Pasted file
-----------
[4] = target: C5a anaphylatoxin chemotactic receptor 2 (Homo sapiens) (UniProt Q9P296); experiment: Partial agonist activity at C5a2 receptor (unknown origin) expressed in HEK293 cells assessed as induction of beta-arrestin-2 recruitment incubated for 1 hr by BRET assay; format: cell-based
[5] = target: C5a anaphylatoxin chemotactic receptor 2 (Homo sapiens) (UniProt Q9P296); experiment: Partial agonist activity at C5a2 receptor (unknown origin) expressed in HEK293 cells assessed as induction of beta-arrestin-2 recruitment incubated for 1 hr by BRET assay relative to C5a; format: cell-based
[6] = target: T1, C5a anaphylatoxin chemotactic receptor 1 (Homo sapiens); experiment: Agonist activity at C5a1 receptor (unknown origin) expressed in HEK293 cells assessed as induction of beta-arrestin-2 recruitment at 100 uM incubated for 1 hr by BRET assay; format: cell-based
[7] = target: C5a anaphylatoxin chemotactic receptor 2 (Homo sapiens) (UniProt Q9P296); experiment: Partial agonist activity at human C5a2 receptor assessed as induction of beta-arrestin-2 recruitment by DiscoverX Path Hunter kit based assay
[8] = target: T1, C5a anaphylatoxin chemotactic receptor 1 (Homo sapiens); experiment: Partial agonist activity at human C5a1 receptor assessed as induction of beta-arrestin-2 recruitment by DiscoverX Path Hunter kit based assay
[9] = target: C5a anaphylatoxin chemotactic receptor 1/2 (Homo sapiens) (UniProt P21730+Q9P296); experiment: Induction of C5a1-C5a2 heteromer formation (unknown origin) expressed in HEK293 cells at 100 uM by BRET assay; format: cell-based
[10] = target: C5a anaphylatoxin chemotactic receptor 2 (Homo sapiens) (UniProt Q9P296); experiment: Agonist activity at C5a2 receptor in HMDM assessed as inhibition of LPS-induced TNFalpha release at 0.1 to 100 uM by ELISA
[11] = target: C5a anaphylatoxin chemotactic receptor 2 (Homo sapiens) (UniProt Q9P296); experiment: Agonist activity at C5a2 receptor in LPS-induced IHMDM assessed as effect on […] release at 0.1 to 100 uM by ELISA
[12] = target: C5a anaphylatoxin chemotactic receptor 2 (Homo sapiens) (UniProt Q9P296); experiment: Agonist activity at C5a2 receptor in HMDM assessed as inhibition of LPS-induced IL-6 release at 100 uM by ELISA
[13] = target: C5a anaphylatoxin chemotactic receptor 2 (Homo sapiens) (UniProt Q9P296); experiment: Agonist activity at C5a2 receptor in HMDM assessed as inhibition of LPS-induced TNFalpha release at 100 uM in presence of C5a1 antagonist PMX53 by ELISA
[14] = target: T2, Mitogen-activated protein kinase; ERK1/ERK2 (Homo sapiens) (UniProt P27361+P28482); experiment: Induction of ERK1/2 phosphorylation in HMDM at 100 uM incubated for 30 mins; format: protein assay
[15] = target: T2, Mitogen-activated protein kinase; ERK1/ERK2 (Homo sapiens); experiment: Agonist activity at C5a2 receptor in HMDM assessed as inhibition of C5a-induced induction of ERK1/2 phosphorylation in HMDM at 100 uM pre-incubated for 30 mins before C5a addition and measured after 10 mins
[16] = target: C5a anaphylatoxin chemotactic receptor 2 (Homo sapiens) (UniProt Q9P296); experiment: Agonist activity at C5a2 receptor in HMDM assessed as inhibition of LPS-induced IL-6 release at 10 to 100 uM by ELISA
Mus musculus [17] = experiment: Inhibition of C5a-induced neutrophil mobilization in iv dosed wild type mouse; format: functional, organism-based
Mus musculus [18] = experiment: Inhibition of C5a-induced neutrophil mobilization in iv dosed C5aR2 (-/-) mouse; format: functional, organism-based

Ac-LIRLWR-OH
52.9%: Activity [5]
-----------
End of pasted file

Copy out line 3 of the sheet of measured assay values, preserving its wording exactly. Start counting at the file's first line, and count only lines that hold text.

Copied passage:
[6] = target: T1, C5a anaphylatoxin chemotactic receptor 1 (Homo sapiens); experiment: Agonist activity at C5a1 receptor (unknown origin) expressed in HEK293 cells assessed as induction of beta-arrestin-2 recruitment at 100 uM incubated for 1 hr by BRET assay; format: cell-based